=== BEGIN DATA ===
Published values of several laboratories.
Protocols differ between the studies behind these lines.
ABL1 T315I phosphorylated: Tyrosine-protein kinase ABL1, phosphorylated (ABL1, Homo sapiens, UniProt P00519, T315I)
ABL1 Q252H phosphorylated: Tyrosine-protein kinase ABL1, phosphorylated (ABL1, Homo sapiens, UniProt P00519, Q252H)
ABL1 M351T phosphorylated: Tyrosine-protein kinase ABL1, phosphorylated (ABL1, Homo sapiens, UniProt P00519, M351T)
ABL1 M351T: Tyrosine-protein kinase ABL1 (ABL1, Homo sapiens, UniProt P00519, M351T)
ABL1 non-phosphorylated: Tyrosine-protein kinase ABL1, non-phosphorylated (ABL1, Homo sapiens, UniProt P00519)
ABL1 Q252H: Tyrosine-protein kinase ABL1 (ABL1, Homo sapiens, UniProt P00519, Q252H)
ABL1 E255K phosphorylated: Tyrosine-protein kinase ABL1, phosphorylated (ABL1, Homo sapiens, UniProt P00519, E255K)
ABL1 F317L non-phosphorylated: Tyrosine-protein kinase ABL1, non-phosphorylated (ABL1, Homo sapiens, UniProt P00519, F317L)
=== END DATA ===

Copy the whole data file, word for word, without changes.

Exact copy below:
Published values of several laboratories.
Protocols differ between the studies behind these lines.
ABL1 T315I phosphorylated: Tyrosine-protein kinase ABL1, phosphorylated (ABL1, Homo sapiens, UniProt P00519, T315I)
ABL1 Q252H phosphorylated: Tyrosine-protein kinase ABL1, phosphorylated (ABL1, Homo sapiens, UniProt P00519, Q252H)
ABL1 M351T phosphorylated: Tyrosine-protein kinase ABL1, phosphorylated (ABL1, Homo sapiens, UniProt P00519, M351T)
ABL1 M351T: Tyrosine-protein kinase ABL1 (ABL1, Homo sapiens, UniProt P00519, M351T)
ABL1 non-phosphorylated: Tyrosine-protein kinase ABL1, non-phosphorylated (ABL1, Homo sapiens, UniProt P00519)
ABL1 Q252H: Tyrosine-protein kinase ABL1 (ABL1, Homo sapiens, UniProt P00519, Q252H)
ABL1 E255K phosphorylated: Tyrosine-protein kinase ABL1, phosphorylated (ABL1, Homo sapiens, UniProt P00519, E255K)
ABL1 F317L non-phosphorylated: Tyrosine-protein kinase ABL1, non-phosphorylated (ABL1, Homo sapiens, UniProt P00519, F317L)